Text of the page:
Why Did AMC Split Breaking Bad's Final Season Into Two?

Bryan Cranston in Breaking Bad Photograph by Ursula Coyote/AMC via Everett Collection

Few TV shows can leave audiences hanging with the agonizing effect of AMC’s hit show Breaking Bad. (Viewers of last night’s episode, in which many of the show’s essential characters find themselves embroiled in a firefight just as the credits begin to roll, will testify to this.) But at least one Breaking Bad fan found the network’s larger practice of dragging out its hit shows just too much to bear.

The Breaking Bad fan, from Ohio, sued Apple for defining Breaking Bad’s 16 final episodes as two separate seasons, rather than as different parts of the same season, as AMC does. When Noam Lazebnik purchased a Season Pass on iTunes at the beginning of Season Five, he expected to get the final 16 episodes. But Apple is selling the last eight episodes as a separate season, under the moniker, “The Final Episodes.” Lazebnik argues that the company defrauded him, and everyone else who purchased an HD version of the show, out of $22.99. People who bought the standard definition version should get $14.99, he says.

“When a consumer buys a ticket to a football game, he does not have to leave at halftime. When a consumer buys an opera ticket, he does not get kicked out at intermission. When a consumer buys a “Season Pass” to a full season of a television show on iTunes, that consumer should get access to the whole season,” the lawsuit states. Apple declined to comment.

The lawsuit will likely hinge on what Apple promised. But from the narrative standpoint you could forgive the company for not playing along with AMC’s naming conventions, which have always seemed slightly disingenuous. The half-seasons of AMC’s most popular shows generally end with a cliffhangers worthy of season finales. Season 5(a) of Breaking Bad, for instance, closed with Hank sitting on the toilet, aghast at the revelation that Heisenberg had been under his nose the entire time. The first five or 10 minutes of Season 5(b) recount that discovery at an agonizingly slow pace.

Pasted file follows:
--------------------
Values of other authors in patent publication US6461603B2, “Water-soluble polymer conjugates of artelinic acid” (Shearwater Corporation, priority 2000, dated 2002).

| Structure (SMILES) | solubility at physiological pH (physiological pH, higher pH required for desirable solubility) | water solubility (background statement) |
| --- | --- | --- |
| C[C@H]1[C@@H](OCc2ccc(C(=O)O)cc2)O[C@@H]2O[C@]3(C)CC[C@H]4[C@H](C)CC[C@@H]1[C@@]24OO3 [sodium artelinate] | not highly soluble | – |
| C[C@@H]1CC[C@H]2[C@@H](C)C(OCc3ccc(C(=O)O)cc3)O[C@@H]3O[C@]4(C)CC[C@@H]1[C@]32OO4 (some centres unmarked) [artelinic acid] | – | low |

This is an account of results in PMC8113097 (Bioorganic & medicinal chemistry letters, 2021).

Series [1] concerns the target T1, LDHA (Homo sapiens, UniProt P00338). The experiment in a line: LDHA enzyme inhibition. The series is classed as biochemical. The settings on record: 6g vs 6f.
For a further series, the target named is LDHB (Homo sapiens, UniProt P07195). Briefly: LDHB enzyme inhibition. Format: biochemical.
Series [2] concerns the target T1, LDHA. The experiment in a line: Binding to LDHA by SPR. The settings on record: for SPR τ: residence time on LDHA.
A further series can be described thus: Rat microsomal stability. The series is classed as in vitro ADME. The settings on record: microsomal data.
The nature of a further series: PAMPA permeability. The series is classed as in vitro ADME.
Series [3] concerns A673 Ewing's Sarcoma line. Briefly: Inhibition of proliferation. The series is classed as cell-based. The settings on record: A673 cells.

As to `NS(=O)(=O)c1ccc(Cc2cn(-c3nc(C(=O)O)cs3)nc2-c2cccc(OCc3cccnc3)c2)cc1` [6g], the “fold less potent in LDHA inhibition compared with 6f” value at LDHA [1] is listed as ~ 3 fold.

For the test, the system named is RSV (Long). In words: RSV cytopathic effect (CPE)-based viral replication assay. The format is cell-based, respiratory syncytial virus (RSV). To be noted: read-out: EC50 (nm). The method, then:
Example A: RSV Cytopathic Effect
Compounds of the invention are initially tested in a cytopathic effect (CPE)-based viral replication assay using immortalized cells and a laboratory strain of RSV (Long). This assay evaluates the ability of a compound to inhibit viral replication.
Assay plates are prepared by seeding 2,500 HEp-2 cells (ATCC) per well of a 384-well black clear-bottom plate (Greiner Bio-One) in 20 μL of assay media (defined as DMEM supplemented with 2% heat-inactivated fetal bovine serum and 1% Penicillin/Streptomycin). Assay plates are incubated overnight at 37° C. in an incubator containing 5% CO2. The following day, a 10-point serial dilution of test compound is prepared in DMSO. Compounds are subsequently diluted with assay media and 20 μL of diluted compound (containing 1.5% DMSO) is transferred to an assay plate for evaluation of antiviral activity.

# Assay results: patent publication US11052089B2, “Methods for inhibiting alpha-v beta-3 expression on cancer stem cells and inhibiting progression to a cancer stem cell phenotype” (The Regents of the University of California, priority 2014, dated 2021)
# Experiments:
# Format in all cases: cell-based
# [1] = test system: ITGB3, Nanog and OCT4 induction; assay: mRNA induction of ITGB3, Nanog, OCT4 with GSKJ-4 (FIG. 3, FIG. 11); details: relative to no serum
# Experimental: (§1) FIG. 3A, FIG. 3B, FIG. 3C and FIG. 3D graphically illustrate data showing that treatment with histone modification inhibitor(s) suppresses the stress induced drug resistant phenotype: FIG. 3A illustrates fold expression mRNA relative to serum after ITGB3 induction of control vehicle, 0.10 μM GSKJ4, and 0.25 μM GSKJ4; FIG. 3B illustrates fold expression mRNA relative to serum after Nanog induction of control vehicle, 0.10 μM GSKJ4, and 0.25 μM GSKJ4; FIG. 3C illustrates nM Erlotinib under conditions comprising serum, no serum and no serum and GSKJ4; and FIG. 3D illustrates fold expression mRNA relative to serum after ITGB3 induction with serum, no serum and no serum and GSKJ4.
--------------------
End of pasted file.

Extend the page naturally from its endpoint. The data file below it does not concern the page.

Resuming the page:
The funny naming, of course, is hardly an artistic decision. AMC has few hits and needs to get the most it can from them. Dragging out the seasons for as long as possible gives the company extra leverage in negotiations with carriers, which need to carry the most popular shows. Also, by making the final 16 episodes one long season rather than two shorter seasons, AMC has been able to trumpet to viewers that it is in Breaking Bad’s “Final Season” for the last 14 months.

But soon both Breaking Bad and Mad Men will be done. AMC has until that happens to persuade viewers to move over to its next generation of shows. So far, it’s slow going. On Sept. 1, 4.4 million people tuned into Breaking Bad. Just over a quarter of them stuck around to watch Low Winter Sun, which comes on directly afterwards. Expect the network to use every trick it has between now and the time Mad Men ends next year. Thirteen episodes are left in that show, and it’s unclear whether AMC will dole it out to viewers in one large portion or two smaller ones. One thing is sure, though: The network’s time is running as short at Walter White’s.

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